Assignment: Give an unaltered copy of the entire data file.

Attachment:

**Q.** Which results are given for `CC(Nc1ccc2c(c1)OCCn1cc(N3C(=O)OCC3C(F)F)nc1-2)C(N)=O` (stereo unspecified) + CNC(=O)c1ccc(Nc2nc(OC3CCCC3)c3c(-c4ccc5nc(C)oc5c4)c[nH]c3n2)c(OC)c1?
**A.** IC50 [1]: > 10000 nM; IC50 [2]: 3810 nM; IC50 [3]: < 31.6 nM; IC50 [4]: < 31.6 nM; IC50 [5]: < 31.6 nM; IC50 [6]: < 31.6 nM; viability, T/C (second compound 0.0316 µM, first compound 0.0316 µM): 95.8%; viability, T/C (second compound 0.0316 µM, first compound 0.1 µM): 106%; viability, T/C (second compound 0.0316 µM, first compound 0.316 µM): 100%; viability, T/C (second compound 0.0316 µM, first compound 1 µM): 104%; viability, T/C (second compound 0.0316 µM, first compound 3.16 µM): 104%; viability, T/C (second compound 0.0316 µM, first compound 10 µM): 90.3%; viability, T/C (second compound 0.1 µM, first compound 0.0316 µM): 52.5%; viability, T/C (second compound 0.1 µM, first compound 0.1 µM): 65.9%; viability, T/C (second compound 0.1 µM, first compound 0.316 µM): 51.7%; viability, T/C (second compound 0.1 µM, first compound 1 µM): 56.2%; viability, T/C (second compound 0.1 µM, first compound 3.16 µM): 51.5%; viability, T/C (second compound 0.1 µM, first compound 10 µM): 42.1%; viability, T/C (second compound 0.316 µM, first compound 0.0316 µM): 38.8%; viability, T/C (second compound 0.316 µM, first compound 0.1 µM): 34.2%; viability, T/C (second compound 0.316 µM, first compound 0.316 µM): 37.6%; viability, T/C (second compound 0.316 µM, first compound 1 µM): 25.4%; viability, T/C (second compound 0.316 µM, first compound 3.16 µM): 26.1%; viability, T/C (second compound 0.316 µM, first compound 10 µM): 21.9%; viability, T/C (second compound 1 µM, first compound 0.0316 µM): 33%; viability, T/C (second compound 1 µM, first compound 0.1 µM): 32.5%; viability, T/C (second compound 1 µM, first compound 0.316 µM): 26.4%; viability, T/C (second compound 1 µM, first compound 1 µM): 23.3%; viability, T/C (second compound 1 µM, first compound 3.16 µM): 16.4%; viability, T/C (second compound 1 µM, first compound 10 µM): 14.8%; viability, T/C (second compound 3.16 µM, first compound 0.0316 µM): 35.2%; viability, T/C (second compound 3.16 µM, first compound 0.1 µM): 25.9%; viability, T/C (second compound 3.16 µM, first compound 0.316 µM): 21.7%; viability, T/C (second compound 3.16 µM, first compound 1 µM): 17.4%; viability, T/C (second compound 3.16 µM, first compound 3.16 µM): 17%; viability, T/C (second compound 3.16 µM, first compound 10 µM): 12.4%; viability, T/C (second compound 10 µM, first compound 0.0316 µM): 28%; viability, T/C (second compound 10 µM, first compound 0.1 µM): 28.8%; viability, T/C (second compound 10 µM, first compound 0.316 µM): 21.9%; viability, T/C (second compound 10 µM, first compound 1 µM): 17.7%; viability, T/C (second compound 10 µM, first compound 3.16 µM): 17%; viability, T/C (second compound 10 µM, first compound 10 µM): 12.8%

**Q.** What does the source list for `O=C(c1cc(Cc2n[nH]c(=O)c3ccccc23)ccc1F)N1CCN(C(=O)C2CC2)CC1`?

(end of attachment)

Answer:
**Q.** Which results are given for `CC(Nc1ccc2c(c1)OCCn1cc(N3C(=O)OCC3C(F)F)nc1-2)C(N)=O` (stereo unspecified) + CNC(=O)c1ccc(Nc2nc(OC3CCCC3)c3c(-c4ccc5nc(C)oc5c4)c[nH]c3n2)c(OC)c1?
**A.** IC50 [1]: > 10000 nM; IC50 [2]: 3810 nM; IC50 [3]: < 31.6 nM; IC50 [4]: < 31.6 nM; IC50 [5]: < 31.6 nM; IC50 [6]: < 31.6 nM; viability, T/C (second compound 0.0316 µM, first compound 0.0316 µM): 95.8%; viability, T/C (second compound 0.0316 µM, first compound 0.1 µM): 106%; viability, T/C (second compound 0.0316 µM, first compound 0.316 µM): 100%; viability, T/C (second compound 0.0316 µM, first compound 1 µM): 104%; viability, T/C (second compound 0.0316 µM, first compound 3.16 µM): 104%; viability, T/C (second compound 0.0316 µM, first compound 10 µM): 90.3%; viability, T/C (second compound 0.1 µM, first compound 0.0316 µM): 52.5%; viability, T/C (second compound 0.1 µM, first compound 0.1 µM): 65.9%; viability, T/C (second compound 0.1 µM, first compound 0.316 µM): 51.7%; viability, T/C (second compound 0.1 µM, first compound 1 µM): 56.2%; viability, T/C (second compound 0.1 µM, first compound 3.16 µM): 51.5%; viability, T/C (second compound 0.1 µM, first compound 10 µM): 42.1%; viability, T/C (second compound 0.316 µM, first compound 0.0316 µM): 38.8%; viability, T/C (second compound 0.316 µM, first compound 0.1 µM): 34.2%; viability, T/C (second compound 0.316 µM, first compound 0.316 µM): 37.6%; viability, T/C (second compound 0.316 µM, first compound 1 µM): 25.4%; viability, T/C (second compound 0.316 µM, first compound 3.16 µM): 26.1%; viability, T/C (second compound 0.316 µM, first compound 10 µM): 21.9%; viability, T/C (second compound 1 µM, first compound 0.0316 µM): 33%; viability, T/C (second compound 1 µM, first compound 0.1 µM): 32.5%; viability, T/C (second compound 1 µM, first compound 0.316 µM): 26.4%; viability, T/C (second compound 1 µM, first compound 1 µM): 23.3%; viability, T/C (second compound 1 µM, first compound 3.16 µM): 16.4%; viability, T/C (second compound 1 µM, first compound 10 µM): 14.8%; viability, T/C (second compound 3.16 µM, first compound 0.0316 µM): 35.2%; viability, T/C (second compound 3.16 µM, first compound 0.1 µM): 25.9%; viability, T/C (second compound 3.16 µM, first compound 0.316 µM): 21.7%; viability, T/C (second compound 3.16 µM, first compound 1 µM): 17.4%; viability, T/C (second compound 3.16 µM, first compound 3.16 µM): 17%; viability, T/C (second compound 3.16 µM, first compound 10 µM): 12.4%; viability, T/C (second compound 10 µM, first compound 0.0316 µM): 28%; viability, T/C (second compound 10 µM, first compound 0.1 µM): 28.8%; viability, T/C (second compound 10 µM, first compound 0.316 µM): 21.9%; viability, T/C (second compound 10 µM, first compound 1 µM): 17.7%; viability, T/C (second compound 10 µM, first compound 3.16 µM): 17%; viability, T/C (second compound 10 µM, first compound 10 µM): 12.8%

**Q.** What does the source list for `O=C(c1cc(Cc2n[nH]c(=O)c3ccccc23)ccc1F)N1CCN(C(=O)C2CC2)CC1`?